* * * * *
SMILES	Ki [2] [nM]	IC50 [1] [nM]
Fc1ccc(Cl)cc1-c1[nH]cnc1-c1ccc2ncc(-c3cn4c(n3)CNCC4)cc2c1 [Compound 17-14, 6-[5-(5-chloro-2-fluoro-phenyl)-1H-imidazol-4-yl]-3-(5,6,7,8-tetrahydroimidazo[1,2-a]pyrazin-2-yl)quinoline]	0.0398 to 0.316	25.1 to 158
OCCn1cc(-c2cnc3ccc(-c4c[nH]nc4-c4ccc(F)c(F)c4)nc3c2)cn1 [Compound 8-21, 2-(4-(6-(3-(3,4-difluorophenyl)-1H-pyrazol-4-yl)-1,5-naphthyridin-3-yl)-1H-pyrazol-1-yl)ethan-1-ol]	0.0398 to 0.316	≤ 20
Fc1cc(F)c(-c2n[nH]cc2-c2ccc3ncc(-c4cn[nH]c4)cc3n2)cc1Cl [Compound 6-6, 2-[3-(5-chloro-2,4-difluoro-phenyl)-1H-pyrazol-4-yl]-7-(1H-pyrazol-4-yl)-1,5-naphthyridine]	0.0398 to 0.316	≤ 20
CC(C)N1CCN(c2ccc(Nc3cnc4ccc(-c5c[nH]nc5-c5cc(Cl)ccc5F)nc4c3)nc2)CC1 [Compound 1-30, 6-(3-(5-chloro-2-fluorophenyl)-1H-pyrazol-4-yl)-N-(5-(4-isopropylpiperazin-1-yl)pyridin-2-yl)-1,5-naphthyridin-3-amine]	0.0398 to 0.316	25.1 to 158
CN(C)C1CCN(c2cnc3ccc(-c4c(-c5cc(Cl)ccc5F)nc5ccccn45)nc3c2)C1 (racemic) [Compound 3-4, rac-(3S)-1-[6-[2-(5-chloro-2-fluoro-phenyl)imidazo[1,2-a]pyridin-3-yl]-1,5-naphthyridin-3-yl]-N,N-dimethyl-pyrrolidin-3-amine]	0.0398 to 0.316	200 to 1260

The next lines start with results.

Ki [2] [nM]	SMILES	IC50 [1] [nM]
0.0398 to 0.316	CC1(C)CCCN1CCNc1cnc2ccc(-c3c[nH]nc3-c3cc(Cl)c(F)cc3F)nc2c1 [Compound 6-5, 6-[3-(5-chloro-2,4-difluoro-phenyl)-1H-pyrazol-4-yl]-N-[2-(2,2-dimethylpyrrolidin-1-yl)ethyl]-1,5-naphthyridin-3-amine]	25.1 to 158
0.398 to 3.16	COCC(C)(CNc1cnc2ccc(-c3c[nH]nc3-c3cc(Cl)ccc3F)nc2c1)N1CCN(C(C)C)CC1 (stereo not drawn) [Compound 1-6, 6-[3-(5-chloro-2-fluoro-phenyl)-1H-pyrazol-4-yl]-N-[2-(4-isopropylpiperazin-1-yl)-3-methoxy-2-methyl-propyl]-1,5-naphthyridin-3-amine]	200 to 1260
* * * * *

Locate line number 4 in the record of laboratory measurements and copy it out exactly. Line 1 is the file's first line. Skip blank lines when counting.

Fc1cc(F)c(-c2n[nH]cc2-c2ccc3ncc(-c4cn[nH]c4)cc3n2)cc1Cl [Compound 6-6, 2-[3-(5-chloro-2,4-difluoro-phenyl)-1H-pyrazol-4-yl]-7-(1H-pyrazol-4-yl)-1,5-naphthyridine]	0.0398 to 0.316	≤ 20